The Tennessee Environmental Council, the Tennessee Conservation Voters, the Southern Environmental Law Center, the Tennessee Chapter of the Sierra Club, Tennessee Clean Water Network, Harpeth River Watershed Association, Richland Creek Watershed Alliance and Obed Community Watershed Association are opposed to legislation sponsored by the Home Builders Association of Tennessee as it would create threats to public health, cause additional flooding and urban water pollution, and increase costs to taxpayers in addition to a myriad of other water and quality-of-life related problems for Tennessee communities.
According to Dr. John McFadden, CEO of the Tennessee Environmental Council, the legislation (SB 1830 / HB 1892) is designed to take away communities’ ability to control how they work to restore their local streams. “This is a very big issue as most of our urban streams already have flood problems and are polluted. The homebuilders’ legislation would serve to make a bad situation much worse, by allowing more stormwater to flush like a toilet, carrying toxic pollutants and disease-causing bacteria directly into the streams we live by and our children play in.” McFadden added, “The homebuilders’ bill will effectively transfer the long-term costs associated with poor stormwater design and resulting flooding to the taxpayers of our communities.” “Efforts to roll back protections for Tennessee waters are inconsistent with requirements to improve the health of our waterways,” notes Anne Passino, staff attorney with the Southern Environmental Law Center. “Weakening requirements is not just bad for the health of our communities; it runs the risk of violating the law.”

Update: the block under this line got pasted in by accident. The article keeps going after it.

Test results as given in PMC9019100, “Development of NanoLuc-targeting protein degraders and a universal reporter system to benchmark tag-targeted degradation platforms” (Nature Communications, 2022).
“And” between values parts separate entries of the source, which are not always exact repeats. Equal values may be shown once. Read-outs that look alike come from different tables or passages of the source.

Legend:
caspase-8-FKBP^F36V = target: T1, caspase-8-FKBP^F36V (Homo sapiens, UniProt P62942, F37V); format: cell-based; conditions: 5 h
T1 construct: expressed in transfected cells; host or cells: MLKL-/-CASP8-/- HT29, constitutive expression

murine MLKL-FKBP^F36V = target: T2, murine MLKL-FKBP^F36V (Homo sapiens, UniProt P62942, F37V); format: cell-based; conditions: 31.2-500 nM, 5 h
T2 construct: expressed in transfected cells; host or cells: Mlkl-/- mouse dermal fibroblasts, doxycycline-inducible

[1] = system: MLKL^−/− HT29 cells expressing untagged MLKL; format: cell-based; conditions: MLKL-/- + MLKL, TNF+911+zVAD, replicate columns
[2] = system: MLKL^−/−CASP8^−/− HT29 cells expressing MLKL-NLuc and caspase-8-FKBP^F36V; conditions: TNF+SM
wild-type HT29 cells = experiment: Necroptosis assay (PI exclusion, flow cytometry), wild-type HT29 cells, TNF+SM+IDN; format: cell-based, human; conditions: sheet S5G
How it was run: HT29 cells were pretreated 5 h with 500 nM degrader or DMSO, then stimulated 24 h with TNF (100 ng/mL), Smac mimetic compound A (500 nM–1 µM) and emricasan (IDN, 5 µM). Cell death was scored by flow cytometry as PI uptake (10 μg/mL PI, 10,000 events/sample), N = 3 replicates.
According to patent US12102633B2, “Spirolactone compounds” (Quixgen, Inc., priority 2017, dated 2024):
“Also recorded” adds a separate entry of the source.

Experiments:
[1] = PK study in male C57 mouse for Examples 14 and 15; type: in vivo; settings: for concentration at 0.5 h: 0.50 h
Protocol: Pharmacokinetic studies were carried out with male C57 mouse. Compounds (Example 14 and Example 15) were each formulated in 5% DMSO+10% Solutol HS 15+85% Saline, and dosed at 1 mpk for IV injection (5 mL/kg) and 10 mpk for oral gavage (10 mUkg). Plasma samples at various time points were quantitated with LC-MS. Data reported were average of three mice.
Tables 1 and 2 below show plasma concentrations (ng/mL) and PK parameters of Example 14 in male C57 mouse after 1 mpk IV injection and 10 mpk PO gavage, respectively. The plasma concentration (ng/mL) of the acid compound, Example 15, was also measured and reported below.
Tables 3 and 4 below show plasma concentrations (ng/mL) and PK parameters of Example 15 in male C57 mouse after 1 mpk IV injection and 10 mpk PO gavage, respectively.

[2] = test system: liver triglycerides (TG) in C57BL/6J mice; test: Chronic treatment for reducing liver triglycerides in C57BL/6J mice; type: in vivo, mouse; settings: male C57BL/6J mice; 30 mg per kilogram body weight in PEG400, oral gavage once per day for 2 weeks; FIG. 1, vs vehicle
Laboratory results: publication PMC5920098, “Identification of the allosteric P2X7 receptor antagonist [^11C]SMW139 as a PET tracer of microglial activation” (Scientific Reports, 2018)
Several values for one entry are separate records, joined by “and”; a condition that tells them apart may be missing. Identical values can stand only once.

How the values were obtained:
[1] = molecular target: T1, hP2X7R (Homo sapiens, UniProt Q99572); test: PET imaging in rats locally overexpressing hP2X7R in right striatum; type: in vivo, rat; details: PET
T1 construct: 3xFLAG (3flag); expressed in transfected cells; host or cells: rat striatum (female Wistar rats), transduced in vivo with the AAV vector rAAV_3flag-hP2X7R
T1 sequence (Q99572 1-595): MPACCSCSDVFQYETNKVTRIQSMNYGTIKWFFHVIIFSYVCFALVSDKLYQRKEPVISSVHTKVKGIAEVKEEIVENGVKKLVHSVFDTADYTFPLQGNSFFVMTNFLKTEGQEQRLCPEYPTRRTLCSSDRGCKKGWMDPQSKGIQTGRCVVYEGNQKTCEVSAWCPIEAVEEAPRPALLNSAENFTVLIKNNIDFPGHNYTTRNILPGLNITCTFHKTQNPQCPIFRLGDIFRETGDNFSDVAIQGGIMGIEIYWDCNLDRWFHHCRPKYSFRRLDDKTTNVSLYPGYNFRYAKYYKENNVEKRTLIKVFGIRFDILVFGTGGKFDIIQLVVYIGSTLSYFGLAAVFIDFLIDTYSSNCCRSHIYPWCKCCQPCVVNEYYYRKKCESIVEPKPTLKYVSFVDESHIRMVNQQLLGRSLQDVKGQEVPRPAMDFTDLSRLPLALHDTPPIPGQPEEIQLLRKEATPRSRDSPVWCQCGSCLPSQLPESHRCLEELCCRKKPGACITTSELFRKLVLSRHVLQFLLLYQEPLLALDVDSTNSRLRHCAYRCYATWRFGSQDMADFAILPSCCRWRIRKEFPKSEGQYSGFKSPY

Dorie Bolze, Executive Director of the Harpeth River Watershed Association (HRWA), stated, “The watershed conservation community, HRWA included, has worked with the development and homebuilding community for years developing cost-effective stormwater approaches for new development that both reduce flooding and enable vegetation to remove pollutants, most of which wash off the land with the first inch of rain. This legislation is not needed and really has the cart before the horse as the Tennessee Department of Environment and Conservation is currently working on and inviting input on revisions to the state permit that provides the framework for stormwater management for cities and counties to tailor to their local conditions around the state.”
In addition, the homebuilders-sponsored legislation —
• Threatens public health in urban communities. Managing the first flush of stormwater is the best way to keep disease-causing bacteria and toxins out of urban waters where children play.
• Destroys urban streams and increases flooding. When watersheds become paved over, the land that used to soak up rain and storms becomes “impervious” and instead “flushes” like toilets when it rains. This washes pollutants into the water, causes severe erosion; destroys property, wildlife and critical habitat.
• Puts the burden on other regulated businesses and entities like sewer plants to remove more pollutants to compensate for the pollutants added to waterways from the homebuilding industry.
• Damages fishing and other recreational stream, river and lake use.